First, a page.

If anyone wants to connect with Dave Kagan, you can email him at DBKagan[at]Comcast[dot]net. You won’t be disappointed.
We were back at RVan for lunch around 2. While Janie was putting together our salami sandwiches, I crawled under the back end of RVan to have a look at that damned heat shield that’s making so much racket. Horrors … it is a loose shock … again. We had this problem last fall. The nut came off the top bolt holding the right-rear shock. The shock had moved inboard enough to come in contact with the heat shield. That’s what’s been rattling all this time. I had checked the bolt a couple times before we left and it seemed okay. Apparently, it wasn’t. The real scary thing is, if the bolt comes out, the shock would rotate forward and down until it hit the pavement below. And then … who knows what might happen … I can imagine lots of nasty consequences … and that’s what I did almost all night when I should have been sleeping. We had innumerable terrible crashes while driving to Jersey Shore, the nearest town of any size, to get it fixed. Ah, but I’m getting ahead of myself.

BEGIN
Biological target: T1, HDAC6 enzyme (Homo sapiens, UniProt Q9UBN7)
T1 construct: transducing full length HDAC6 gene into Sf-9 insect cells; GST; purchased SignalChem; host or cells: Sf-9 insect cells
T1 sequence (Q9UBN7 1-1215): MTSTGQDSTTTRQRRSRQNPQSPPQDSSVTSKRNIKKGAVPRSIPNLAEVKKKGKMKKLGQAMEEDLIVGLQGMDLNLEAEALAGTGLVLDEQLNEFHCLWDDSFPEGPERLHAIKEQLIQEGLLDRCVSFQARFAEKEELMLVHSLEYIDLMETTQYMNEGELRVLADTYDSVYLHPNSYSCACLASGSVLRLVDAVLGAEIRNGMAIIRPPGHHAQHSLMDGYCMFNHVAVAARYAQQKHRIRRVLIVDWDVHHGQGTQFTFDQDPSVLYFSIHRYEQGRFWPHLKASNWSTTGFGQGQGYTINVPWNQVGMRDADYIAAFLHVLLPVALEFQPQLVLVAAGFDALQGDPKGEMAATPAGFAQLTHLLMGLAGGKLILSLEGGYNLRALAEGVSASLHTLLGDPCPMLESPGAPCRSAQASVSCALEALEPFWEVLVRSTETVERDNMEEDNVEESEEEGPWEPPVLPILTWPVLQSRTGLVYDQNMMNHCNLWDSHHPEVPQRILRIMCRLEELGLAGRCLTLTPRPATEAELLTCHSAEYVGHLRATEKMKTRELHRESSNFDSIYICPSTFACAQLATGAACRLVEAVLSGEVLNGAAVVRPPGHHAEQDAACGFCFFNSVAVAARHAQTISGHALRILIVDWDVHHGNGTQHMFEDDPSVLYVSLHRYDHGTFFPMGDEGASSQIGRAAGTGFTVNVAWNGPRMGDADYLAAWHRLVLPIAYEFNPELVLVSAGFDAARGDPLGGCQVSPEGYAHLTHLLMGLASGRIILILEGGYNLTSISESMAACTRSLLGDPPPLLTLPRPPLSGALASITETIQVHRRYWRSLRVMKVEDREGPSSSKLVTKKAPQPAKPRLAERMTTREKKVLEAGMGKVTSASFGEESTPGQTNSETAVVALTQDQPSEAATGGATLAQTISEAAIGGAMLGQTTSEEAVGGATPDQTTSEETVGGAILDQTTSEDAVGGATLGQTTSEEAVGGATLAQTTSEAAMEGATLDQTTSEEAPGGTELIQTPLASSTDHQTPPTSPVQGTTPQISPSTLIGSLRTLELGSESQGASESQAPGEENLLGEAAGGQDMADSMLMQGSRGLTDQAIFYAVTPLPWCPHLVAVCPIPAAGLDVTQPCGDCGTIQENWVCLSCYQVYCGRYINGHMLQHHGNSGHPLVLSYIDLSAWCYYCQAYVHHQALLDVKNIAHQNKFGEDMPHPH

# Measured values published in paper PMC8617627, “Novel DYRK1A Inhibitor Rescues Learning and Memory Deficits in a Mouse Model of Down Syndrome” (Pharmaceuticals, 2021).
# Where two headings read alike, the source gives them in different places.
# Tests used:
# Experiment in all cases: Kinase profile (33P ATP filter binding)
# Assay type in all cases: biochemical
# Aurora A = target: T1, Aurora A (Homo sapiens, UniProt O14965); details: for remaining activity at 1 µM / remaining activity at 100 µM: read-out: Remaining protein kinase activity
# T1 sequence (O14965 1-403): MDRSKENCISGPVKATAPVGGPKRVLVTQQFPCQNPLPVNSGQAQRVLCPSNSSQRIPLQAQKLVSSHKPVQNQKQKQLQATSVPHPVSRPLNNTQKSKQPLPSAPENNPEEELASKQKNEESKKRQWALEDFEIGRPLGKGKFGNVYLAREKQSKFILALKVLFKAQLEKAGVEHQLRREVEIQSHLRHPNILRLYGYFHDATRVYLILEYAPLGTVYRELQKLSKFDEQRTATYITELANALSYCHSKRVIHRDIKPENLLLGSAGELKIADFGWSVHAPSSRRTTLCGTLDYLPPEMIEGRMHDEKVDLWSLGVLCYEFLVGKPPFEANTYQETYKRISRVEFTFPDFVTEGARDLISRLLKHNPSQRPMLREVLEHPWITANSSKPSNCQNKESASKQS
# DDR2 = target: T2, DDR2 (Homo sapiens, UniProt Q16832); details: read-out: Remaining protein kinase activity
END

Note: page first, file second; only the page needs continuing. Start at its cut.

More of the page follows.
Back on the trail after lunch – we headed north toward Jersey Mills, Cammal (their phonetic spelling of Campbell, the founder), and Ross Run, our turn-around point. Along the way we came across an accident on the trail: an overturned tractor … one of those old gray/blue Ford jobbies.
Right there in the middle of trail, we came across an DCNR vehicle with an official-looking officer fellow, the shaken but otherwise unscathed tractor operator, an Akey’s Body Shop tow truck, and the entire Akey family: husband, wife, and two kids. We later learned that Akey is pronounced Ikie, but I liked Akey as in Achy Breaky Heart only Akey Body Shop, or better yet, Akey-Body Shop. You get the point. Hey, wait, a car guy. Maybe he can fix our shock … or at least suggest someone who could. I stopped and asked the wife. Nice person, but pretty vacant, if you know what I mean. She asked her husband while the two kids stared at me … literally stood there and stared blankly at my countenance. He, of course, doesn’t do such things, but if we are staying in Little Pine SP and all I needed was a nut, there’s a guy right there in Waterville. Great, I’ll stop on our way back to the campground and see if I can roust him … on Sunday … Mother’s Day … okay, maybe I can leave a note and stop in tomorrow morning. Yeah, that’s what we’ll do. I biked on much relieved.
When we’ve biked with Jason, I’d watched him kicking sticks off the trail. After yesterday’s thunderstorms, there were lots of small twigs and branches littering the trail, so I thought I’d try Jason’s trick. Hey, not bad, if I concentrated, I can do it too. I kicked sticks all the way back on our afternoon ride. When I got off the bike, I discovered a pain in my right hip. This getting old is a bunch of crap. You can’t even kick a few sticks without hurting afterward. Tomorrow: NO Stick Kickin’.